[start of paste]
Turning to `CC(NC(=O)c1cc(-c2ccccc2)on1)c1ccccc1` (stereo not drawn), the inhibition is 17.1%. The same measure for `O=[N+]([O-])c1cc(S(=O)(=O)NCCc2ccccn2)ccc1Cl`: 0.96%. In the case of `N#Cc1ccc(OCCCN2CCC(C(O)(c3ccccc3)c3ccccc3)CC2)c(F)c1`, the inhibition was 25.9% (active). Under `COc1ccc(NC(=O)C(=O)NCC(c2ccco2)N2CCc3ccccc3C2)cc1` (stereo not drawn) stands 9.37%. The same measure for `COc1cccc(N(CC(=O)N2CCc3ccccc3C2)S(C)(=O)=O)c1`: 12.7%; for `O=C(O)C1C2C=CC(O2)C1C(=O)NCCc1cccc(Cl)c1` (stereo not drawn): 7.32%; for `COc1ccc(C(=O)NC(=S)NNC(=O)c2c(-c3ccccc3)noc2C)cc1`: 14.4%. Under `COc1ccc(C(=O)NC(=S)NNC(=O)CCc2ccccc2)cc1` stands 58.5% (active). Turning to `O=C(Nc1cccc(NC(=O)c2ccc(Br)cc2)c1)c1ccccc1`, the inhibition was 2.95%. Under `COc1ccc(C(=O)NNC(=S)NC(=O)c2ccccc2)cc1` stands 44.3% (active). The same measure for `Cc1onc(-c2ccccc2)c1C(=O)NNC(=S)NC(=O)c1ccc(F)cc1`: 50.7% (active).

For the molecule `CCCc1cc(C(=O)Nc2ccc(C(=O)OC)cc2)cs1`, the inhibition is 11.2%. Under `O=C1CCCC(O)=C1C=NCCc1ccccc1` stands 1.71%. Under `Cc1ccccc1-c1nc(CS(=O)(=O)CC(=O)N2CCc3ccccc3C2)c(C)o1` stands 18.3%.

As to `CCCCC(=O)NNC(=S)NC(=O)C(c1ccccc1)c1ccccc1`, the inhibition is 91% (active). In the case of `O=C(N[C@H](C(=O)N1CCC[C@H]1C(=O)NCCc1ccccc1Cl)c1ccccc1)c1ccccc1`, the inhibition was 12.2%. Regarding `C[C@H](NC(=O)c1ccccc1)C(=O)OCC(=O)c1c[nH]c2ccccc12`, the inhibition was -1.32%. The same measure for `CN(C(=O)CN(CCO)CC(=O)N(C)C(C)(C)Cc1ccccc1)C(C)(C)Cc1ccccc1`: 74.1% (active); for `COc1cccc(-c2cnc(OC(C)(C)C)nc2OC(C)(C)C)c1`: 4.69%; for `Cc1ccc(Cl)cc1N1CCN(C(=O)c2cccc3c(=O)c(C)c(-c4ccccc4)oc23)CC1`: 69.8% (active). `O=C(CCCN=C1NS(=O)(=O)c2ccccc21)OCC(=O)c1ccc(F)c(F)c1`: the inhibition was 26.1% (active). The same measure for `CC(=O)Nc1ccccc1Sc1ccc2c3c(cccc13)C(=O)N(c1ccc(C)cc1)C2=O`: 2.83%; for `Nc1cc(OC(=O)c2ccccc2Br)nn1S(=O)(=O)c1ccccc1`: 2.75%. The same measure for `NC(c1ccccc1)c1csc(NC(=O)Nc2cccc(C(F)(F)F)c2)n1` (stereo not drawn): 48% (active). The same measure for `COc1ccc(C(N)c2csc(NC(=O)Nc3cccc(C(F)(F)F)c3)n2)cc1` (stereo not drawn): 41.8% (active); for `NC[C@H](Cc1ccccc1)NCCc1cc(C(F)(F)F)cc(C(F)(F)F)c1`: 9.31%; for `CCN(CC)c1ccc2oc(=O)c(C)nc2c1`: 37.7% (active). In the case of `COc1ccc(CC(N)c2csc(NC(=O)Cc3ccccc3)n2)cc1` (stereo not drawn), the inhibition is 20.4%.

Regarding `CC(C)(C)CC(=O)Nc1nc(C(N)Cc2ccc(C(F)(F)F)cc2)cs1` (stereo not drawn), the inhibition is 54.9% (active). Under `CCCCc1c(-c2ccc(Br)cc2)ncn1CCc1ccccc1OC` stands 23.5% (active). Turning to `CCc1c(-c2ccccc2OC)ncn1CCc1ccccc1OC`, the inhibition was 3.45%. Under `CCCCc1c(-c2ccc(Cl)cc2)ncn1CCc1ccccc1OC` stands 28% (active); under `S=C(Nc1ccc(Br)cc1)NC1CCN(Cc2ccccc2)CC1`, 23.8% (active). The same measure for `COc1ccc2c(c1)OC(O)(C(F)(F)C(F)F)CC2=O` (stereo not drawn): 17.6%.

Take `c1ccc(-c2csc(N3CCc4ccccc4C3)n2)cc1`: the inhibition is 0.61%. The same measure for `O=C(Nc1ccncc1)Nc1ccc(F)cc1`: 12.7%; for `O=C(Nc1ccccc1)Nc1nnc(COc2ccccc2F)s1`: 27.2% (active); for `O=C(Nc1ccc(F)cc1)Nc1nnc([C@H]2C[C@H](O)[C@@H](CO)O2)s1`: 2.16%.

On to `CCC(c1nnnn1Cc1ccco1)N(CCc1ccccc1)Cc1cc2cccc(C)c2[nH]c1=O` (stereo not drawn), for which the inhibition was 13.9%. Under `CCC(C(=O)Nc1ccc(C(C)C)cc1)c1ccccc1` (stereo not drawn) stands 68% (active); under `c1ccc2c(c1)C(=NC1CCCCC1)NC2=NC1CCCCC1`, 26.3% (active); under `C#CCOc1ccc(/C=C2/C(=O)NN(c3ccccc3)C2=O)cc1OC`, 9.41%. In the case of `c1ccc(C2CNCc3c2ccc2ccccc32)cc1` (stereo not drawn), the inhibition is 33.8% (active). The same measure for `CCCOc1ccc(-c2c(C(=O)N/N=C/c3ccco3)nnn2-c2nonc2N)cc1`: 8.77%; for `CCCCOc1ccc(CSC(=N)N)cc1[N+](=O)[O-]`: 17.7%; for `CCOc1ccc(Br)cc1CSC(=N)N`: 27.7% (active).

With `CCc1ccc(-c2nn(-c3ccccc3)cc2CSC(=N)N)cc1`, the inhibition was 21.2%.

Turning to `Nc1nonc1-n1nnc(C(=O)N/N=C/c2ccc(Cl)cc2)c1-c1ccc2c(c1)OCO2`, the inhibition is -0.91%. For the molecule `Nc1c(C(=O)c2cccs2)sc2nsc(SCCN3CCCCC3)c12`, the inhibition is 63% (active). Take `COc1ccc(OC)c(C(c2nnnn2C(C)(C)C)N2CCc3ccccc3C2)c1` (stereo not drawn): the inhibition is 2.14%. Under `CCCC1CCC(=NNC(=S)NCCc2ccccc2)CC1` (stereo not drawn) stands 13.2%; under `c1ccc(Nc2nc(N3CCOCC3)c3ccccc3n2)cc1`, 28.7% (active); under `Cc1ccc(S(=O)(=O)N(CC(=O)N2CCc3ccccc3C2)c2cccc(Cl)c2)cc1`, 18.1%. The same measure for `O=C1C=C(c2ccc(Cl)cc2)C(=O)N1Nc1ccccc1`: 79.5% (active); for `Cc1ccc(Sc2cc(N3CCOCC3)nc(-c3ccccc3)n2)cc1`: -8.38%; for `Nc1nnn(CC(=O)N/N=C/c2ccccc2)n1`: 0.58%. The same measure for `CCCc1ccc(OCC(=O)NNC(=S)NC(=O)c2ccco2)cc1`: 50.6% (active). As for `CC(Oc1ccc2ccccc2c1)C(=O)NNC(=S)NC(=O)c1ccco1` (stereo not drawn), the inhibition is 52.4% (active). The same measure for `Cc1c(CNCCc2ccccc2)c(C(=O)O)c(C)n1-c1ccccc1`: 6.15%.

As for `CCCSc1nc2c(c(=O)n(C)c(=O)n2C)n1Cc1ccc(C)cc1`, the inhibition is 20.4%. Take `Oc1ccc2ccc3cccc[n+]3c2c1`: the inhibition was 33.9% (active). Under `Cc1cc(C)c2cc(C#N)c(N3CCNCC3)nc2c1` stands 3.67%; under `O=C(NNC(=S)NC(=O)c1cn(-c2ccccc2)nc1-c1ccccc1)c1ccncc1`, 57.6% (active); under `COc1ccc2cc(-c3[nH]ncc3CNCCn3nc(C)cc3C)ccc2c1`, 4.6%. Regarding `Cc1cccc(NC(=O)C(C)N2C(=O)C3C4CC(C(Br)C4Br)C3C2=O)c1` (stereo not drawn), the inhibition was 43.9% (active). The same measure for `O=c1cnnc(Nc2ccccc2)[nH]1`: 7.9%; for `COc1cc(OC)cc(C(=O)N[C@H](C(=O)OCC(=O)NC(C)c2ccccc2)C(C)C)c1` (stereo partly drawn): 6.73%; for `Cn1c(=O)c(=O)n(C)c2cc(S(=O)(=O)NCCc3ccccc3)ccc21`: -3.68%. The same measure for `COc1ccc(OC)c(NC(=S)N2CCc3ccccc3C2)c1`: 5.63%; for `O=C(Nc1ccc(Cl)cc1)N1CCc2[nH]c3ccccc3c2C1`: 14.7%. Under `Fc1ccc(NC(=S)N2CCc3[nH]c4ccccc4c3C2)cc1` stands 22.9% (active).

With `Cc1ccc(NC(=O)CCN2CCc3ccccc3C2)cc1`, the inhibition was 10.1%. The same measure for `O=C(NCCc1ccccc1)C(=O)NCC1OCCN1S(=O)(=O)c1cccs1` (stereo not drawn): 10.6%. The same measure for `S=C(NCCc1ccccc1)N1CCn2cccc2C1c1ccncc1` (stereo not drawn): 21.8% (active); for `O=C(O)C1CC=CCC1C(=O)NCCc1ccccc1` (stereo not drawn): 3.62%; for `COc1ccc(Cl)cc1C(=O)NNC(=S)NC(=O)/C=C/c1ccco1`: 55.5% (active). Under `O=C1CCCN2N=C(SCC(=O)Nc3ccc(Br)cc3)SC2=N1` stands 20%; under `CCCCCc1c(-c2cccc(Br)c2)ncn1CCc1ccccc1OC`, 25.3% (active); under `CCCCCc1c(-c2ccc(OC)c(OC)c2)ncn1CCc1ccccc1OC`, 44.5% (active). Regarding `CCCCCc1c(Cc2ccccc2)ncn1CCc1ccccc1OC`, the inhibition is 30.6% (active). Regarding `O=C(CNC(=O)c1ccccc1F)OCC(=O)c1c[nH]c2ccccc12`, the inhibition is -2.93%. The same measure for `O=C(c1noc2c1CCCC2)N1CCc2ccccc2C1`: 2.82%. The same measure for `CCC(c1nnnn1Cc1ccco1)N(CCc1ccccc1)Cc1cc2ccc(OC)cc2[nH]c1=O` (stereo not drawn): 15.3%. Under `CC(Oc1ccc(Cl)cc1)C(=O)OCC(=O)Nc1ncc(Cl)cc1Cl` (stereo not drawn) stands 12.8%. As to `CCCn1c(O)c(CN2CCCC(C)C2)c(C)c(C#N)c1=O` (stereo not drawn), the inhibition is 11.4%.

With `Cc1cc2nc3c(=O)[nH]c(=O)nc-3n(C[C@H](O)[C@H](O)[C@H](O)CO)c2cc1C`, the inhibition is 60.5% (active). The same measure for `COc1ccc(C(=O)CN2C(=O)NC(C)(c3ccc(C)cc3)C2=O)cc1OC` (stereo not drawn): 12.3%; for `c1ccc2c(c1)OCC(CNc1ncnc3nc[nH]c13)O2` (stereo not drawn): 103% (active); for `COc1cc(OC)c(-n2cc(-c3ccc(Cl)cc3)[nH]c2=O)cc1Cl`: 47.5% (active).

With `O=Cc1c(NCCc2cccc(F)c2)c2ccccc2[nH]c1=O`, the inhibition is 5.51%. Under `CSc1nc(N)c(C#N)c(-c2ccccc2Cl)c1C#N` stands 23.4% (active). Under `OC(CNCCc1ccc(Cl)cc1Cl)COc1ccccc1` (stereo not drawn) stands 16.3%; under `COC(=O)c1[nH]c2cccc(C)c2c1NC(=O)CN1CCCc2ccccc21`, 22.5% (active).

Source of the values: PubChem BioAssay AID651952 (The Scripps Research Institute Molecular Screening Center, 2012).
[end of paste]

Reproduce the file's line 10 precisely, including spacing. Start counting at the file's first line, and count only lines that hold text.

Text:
With `Cc1ccc(NC(=O)CCN2CCc3ccccc3C2)cc1`, the inhibition was 10.1%. The same measure for `O=C(NCCc1ccccc1)C(=O)NCC1OCCN1S(=O)(=O)c1cccs1` (stereo not drawn): 10.6%. The same measure for `S=C(NCCc1ccccc1)N1CCn2cccc2C1c1ccncc1` (stereo not drawn): 21.8% (active); for `O=C(O)C1CC=CCC1C(=O)NCCc1ccccc1` (stereo not drawn): 3.62%; for `COc1ccc(Cl)cc1C(=O)NNC(=S)NC(=O)/C=C/c1ccco1`: 55.5% (active). Under `O=C1CCCN2N=C(SCC(=O)Nc3ccc(Br)cc3)SC2=N1` stands 20%; under `CCCCCc1c(-c2cccc(Br)c2)ncn1CCc1ccccc1OC`, 25.3% (active); under `CCCCCc1c(-c2ccc(OC)c(OC)c2)ncn1CCc1ccccc1OC`, 44.5% (active). Regarding `CCCCCc1c(Cc2ccccc2)ncn1CCc1ccccc1OC`, the inhibition is 30.6% (active). Regarding `O=C(CNC(=O)c1ccccc1F)OCC(=O)c1c[nH]c2ccccc12`, the inhibition is -2.93%. The same measure for `O=C(c1noc2c1CCCC2)N1CCc2ccccc2C1`: 2.82%. The same measure for `CCC(c1nnnn1Cc1ccco1)N(CCc1ccccc1)Cc1cc2ccc(OC)cc2[nH]c1=O` (stereo not drawn): 15.3%. Under `CC(Oc1ccc(Cl)cc1)C(=O)OCC(=O)Nc1ncc(Cl)cc1Cl` (stereo not drawn) stands 12.8%. As to `CCCn1c(O)c(CN2CCCC(C)C2)c(C)c(C#N)c1=O` (stereo not drawn), the inhibition is 11.4%.